A year after they took a thumping at the polls, Iowa Democrats were cheered Wednesday by a handful of election wins that have, at the least, lifted their spirits a year out from the 2012 presidential election.
Republicans and Democrats clashed over the meaning of some of the country’s high profile contests Tuesday, as well as a legislative race in the Cedar Rapids area that saw Democrat Liz Mathis score a victory, keeping control of the state Senate in Democratic hands.
“The one thing that I see is that voters sent a pretty strong message that they want to get beyond these ideological agendas,” said Sen. Tom Harkin, D-Iowa. Instead, he said, they want a focus on jobs.
Some of the highest profile votes Tuesday night came in Ohio, where voters approved a measure overturning a state law limiting collective bargaining rights for public workers. The vote was seen as a big win for labor and the Democrats in what will be an important swing state next year.
Meanwhile Mississippi voters rejected a proposal to define a fertilized egg as a person. And an Arizona lawmaker and aggressive immigration critic was recalled there.
It’s difficult to define the ingredients of any electoral verdict, let alone out of a handful of selected contests across the country. However, Democrats were eager to declare a broad victory, even as Republicans argued against any rendering of a verdict on policies they’ve sought to put in place since winning the midterms last year.
The lesson in Ohio, Sen. Chuck Grassley, R-Iowa, told reporters, is that “in an industrial state like Ohio, unions still have a great deal of power.” Particularly when they’re aided by national organizations, he added.
As for Mathis’ win in a state Senate district with two Republican house members, he chalked it up to strong name identification. Mathis worked for more than 25 years as a television anchor and reporter Waterloo and Cedar Rapids.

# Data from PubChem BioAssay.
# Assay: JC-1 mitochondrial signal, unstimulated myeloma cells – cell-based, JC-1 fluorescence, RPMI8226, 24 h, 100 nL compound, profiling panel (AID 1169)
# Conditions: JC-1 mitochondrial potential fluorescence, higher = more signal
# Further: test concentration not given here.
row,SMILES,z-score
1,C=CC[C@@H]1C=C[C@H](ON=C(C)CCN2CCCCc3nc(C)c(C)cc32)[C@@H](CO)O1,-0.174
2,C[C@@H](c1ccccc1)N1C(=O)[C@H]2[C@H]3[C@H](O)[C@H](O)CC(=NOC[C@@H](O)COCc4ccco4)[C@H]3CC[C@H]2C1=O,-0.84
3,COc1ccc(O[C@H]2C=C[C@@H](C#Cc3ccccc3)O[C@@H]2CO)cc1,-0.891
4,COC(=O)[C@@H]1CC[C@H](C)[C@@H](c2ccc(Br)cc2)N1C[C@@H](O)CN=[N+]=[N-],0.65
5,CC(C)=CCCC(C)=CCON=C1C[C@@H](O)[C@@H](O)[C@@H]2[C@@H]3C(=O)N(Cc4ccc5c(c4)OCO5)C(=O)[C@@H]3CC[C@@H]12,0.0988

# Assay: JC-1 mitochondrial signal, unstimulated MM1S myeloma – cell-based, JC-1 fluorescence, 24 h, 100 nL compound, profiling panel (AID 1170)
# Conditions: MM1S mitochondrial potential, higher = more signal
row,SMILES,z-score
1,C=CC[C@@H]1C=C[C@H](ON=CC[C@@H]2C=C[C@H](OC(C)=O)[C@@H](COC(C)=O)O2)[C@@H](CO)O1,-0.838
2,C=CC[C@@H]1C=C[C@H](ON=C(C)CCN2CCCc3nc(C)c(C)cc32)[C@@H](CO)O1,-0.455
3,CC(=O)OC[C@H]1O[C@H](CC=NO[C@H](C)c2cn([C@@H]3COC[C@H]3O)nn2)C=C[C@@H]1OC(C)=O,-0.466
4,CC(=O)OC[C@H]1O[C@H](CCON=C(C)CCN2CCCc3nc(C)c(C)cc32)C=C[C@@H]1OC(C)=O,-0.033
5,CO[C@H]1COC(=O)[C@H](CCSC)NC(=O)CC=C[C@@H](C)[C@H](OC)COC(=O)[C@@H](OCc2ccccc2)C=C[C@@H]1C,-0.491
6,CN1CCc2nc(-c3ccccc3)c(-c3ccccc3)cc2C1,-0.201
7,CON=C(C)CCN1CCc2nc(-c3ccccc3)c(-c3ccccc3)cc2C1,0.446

The Senate district, the 18th, encompassed an area in Linn County, which included Marion.
“Good name I.D. gets you elected,” Grassley said.
Sue Dvorsky, the chair of the Iowa Democratic Party, said Mathis focused on education and other bread and butter issues in contrast to a more ideological agenda Republicans have pursued since last year. And while Dvorsky shied away from drawing big picture implications from the win, she did say the election was a chance for the party and its allies to put its organization to work in an election that clearly mattered.
Had Republican Cindy Golding won, the Senate would have been deadlocked between the two parties at 25 each. The election gained statewide and national attention because of the potential implications for same-sex marriage, which was legalized in 2009.
Democratic control of the state Senate has blocked attempts to bring the issue to a public vote.
“It’s been a great opportunity to get our field organization up and moving” while working with its partners, Dvorsky said, “all the things we’re going to have to do next year.”
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Harkin said he thought voters were rejecting the idea that the same-sex marriage issue should continue to be litigated in the state. “Voters are saying ‘I don’t want to talk about it anymore,’” he said.
Republicans, meanwhile, pointed out Republican wins across the country.
Like Grassley, Eric Woolson, a longtime Republican strategist, chalked up the win to the fact people know and like Mathis.
“It’s an indication that the Democrats did work very hard to win that district, but they probably had the perfect candidate,” he said.
Republicans were not without wins. They scored big victories in Virginia, a state that Obama won in 2008 but has seen GOP wins since. In addition, a ballot measure in Ohio sold by conservatives as a non-binding referendum on the federal health care reform law also was won by critics of the law. That vote, though, was much less publicized outside the state and drew far less spending.
Woolson said he saw a common thread between the election this year and last in that voters are showing their impatience.
With the economy and jobs topping the polls of voter concerns, it’s an impatience that will be catered to right up until a year from now.
Voters “want results,” Woolson said. “They want to see things done.”